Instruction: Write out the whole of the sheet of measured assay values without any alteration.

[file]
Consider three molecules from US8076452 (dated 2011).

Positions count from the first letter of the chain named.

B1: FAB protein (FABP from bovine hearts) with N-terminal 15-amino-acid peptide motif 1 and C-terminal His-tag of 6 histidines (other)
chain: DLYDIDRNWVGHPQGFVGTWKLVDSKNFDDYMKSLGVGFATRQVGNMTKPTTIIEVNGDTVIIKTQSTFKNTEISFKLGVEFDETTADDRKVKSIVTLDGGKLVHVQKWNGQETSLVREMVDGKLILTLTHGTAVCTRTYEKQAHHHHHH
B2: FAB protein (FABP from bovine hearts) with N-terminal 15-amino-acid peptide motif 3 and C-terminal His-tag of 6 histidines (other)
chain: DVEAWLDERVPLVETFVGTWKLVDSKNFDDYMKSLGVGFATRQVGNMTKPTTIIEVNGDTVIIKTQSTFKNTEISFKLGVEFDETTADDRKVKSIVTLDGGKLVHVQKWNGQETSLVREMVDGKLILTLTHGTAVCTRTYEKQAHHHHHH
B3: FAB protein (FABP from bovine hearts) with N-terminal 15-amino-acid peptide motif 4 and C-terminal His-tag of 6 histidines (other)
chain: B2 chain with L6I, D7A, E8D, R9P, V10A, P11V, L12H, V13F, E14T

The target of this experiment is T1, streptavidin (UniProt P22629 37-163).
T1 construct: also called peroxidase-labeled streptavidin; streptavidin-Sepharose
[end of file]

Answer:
Consider three molecules from US8076452 (dated 2011).

Positions count from the first letter of the chain named.

B1: FAB protein (FABP from bovine hearts) with N-terminal 15-amino-acid peptide motif 1 and C-terminal His-tag of 6 histidines (other)
chain: DLYDIDRNWVGHPQGFVGTWKLVDSKNFDDYMKSLGVGFATRQVGNMTKPTTIIEVNGDTVIIKTQSTFKNTEISFKLGVEFDETTADDRKVKSIVTLDGGKLVHVQKWNGQETSLVREMVDGKLILTLTHGTAVCTRTYEKQAHHHHHH
B2: FAB protein (FABP from bovine hearts) with N-terminal 15-amino-acid peptide motif 3 and C-terminal His-tag of 6 histidines (other)
chain: DVEAWLDERVPLVETFVGTWKLVDSKNFDDYMKSLGVGFATRQVGNMTKPTTIIEVNGDTVIIKTQSTFKNTEISFKLGVEFDETTADDRKVKSIVTLDGGKLVHVQKWNGQETSLVREMVDGKLILTLTHGTAVCTRTYEKQAHHHHHH
B3: FAB protein (FABP from bovine hearts) with N-terminal 15-amino-acid peptide motif 4 and C-terminal His-tag of 6 histidines (other)
chain: B2 chain with L6I, D7A, E8D, R9P, V10A, P11V, L12H, V13F, E14T

The target of this experiment is T1, streptavidin (UniProt P22629 37-163).
T1 construct: also called peroxidase-labeled streptavidin; streptavidin-Sepharose